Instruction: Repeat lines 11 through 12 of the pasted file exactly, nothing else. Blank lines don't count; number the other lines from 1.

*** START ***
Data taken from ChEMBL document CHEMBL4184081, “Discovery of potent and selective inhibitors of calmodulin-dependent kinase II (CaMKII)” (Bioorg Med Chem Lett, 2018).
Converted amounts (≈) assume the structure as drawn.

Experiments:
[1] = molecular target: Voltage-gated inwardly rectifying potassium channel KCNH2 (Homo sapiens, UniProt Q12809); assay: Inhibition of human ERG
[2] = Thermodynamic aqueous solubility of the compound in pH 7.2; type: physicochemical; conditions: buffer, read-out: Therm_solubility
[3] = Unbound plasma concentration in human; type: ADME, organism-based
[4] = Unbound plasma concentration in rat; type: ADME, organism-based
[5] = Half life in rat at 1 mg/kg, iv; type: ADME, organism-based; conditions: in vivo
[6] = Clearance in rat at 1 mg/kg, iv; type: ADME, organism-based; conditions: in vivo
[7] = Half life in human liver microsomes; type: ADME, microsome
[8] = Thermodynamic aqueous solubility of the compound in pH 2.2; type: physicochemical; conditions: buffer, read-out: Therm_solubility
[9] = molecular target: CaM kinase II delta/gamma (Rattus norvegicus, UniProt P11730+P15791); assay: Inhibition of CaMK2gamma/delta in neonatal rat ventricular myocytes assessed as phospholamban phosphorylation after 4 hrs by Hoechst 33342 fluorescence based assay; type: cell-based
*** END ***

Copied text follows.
[8] = Thermodynamic aqueous solubility of the compound in pH 2.2; type: physicochemical; conditions: buffer, read-out: Therm_solubility
[9] = molecular target: CaM kinase II delta/gamma (Rattus norvegicus, UniProt P11730+P15791); assay: Inhibition of CaMK2gamma/delta in neonatal rat ventricular myocytes assessed as phospholamban phosphorylation after 4 hrs by Hoechst 33342 fluorescence based assay; type: cell-based